News & Views for Anarchists & Activists:
ZNet | Iraq
by Milan Rai
November 09, 2005
The following is an exclusive interview with long-time
activist and writer Milan Rai. Milan is the author of 'War
Plan Iraq' and 'Regime Unchanged' and a leading member of
Justice Not Vengeance (http://www.j-n-v.org
). He is an
advisor to UKWatch and a contributor to the UKWatch blog.
UKWatch: The situation in Iraq appears to deteriorate by the
day. The USAF have been carrying out bombing raids on Iraqi
cities, and insurgent attacks occur just about everywhere
outside of Anglo/American bases. Robert Fisk recently
commented that Iraq is the most dangerous conflict there has
ever been for journalists to cover. Some commentators argue
that the "coalition" has already lost the war and that it is
now a question of when the British and Americans withdraw
rather than if. What is your reading of the current situation?
Milan Rai: I don't believe that the US/UK have already lost
the war. They may well lose the war, and be driven out by
the scale of violence and chaos, but we are some way away
from that right now.
As various people have pointed out, success for insurgencies
mostly consists of not being defeated and crushed. By that
score the many-stranded insurgency is currently successful.
It doesn't follow that it will continue to be successful, or
that the occupation forces are being 'defeated'.
What seems to be happening is that the actions of the
occupation forces, and in particular the reckless
pre-emptive violence of the US troops (under orders to
eliminate any potential threat to their personal security),
are steadily increasing the level of hatred and violence. At
the same time there is growing sectarian and inter-ethnic
violence, partly as a result of the policies of the
occupation (using Kurdish guerrillas to assault Sunni cities
like Fallujah, for example), and a very very high level of
violent crime (which the occupation forces are unable to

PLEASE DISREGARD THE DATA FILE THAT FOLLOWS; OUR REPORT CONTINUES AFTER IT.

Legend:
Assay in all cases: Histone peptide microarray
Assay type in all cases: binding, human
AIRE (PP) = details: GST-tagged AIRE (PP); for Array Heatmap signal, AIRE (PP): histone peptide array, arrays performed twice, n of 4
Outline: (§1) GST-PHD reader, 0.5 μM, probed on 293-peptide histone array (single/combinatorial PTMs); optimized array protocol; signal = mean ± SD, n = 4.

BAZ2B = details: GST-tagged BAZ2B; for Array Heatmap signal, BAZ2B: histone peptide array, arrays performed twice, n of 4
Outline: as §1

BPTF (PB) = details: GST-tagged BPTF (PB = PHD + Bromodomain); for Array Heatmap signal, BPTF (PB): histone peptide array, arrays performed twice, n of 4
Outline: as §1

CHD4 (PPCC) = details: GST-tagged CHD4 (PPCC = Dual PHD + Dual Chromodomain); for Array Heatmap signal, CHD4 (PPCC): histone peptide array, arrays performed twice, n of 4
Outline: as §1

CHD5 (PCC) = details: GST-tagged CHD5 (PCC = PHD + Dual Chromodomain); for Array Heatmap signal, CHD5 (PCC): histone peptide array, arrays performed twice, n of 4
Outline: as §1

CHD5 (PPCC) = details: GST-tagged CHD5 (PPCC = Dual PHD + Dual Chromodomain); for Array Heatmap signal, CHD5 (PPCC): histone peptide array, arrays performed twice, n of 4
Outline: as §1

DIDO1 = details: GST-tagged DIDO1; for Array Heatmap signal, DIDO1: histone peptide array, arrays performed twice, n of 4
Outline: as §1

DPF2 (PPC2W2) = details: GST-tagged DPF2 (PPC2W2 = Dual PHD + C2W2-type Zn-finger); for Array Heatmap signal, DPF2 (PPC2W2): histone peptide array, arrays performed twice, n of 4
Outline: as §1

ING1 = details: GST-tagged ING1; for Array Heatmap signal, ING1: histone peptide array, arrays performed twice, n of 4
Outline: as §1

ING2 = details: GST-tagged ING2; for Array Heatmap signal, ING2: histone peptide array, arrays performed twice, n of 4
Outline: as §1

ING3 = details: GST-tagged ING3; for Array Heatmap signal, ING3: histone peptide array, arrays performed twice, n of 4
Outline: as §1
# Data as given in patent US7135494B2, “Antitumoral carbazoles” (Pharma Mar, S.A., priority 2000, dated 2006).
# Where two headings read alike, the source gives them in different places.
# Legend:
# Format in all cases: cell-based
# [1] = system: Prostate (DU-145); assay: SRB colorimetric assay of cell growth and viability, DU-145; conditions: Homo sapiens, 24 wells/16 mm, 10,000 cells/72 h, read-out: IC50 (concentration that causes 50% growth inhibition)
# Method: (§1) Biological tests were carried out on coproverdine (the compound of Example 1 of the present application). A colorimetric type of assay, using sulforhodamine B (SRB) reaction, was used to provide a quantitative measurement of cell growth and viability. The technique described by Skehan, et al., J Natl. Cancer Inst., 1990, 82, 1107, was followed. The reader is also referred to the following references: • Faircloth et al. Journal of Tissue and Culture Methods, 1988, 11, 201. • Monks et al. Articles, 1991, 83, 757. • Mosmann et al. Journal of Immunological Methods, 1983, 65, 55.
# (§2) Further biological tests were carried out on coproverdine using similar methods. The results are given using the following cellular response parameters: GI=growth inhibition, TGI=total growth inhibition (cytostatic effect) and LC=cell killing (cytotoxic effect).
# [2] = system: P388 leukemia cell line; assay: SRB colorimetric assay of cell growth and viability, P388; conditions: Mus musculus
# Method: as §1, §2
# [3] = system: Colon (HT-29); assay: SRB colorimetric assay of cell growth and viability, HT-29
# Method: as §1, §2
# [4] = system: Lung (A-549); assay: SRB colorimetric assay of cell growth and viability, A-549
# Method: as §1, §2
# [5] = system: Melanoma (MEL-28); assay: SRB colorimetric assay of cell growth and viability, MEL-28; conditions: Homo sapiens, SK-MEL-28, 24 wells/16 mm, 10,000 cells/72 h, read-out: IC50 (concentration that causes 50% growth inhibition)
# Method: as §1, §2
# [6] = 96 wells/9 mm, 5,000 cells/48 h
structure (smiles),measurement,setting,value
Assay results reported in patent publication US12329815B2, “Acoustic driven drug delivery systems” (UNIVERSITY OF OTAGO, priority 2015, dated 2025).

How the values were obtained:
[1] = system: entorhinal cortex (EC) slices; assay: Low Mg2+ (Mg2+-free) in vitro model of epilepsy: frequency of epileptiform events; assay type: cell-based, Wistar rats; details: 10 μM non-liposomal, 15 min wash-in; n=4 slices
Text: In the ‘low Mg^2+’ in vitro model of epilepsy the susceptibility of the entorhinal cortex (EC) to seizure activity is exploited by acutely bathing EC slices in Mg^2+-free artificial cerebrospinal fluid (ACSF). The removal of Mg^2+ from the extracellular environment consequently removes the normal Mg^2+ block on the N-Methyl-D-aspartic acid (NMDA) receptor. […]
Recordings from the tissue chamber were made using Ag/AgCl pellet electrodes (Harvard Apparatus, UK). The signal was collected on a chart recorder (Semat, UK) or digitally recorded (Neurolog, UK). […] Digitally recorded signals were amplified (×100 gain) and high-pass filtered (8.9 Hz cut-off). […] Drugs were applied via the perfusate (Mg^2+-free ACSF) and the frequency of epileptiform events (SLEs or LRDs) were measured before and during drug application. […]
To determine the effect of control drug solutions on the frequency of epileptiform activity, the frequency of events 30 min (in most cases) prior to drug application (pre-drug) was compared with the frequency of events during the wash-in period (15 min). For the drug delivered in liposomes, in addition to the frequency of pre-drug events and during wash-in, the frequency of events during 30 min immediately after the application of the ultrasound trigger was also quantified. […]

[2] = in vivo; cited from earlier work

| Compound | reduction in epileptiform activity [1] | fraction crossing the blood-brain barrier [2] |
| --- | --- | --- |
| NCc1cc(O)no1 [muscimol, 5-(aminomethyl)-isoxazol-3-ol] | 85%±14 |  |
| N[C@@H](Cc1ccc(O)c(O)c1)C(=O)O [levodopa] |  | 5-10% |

The current human, political and economic cost to the United
States and Britain of the occupation is just about
sustainable for the foreseeable future. So (ignoring
possible pressure for change at home) we have three possible
futures: go on like this for the next few years; a sharp
rise in violence forcing the occupation forces out; or a
decisive blow to the insurgency leading to a sharp reduction
in violence, and a dramatic reduction in US/UK forces (what
some people call an 'exit strategy' and what Donald Rumsfeld
and Condoleeza Rice call a 'victory strategy').
What's most likely out of those three options? At the
moment, probably option 1: go on like this for the
foreseeable future, with some political gains for the Iraqi
people, growing discord, and unremitting violence. Hell.
UKW: It is commonly argued by many press comentators that
while the invasion may well have been wrong to withdraw
troops now would be to subject the Iraqi population to the
insurgents, who have certainly carried out many horrendous
atrocities. What is your response? Should troops withdraw?
MR: Let's distinguish first between the various kinds of
insurgents and the different kinds of 'foreign troops' who
might be in Iraq.
Within the 'resistance', there is a division between the
al-Qaeda element and the rest, and then divisions between
other kinds of Islam-oriented militants, Ba'athists,
non-Ba'athist nationalists, vendetta-pursuers, and so on. If
all foreign forces were removed from Iraq, I think that
there would almost certainly be an escalation in ordinary
violent crime -- which is checked to a certain degree by the
occupation and collaborator forces -- and a very serious
risk of sectarian and ethnic violence on the scale of
full-scale civil war.
There would also be an attempt by the al-Qaeda elements to
take control of the country along the lines of the Taliban
takeover of Afghanistan. Would that be successful? Probably
not, but the attempt would heighten the level of chaos and
Should troops withdraw?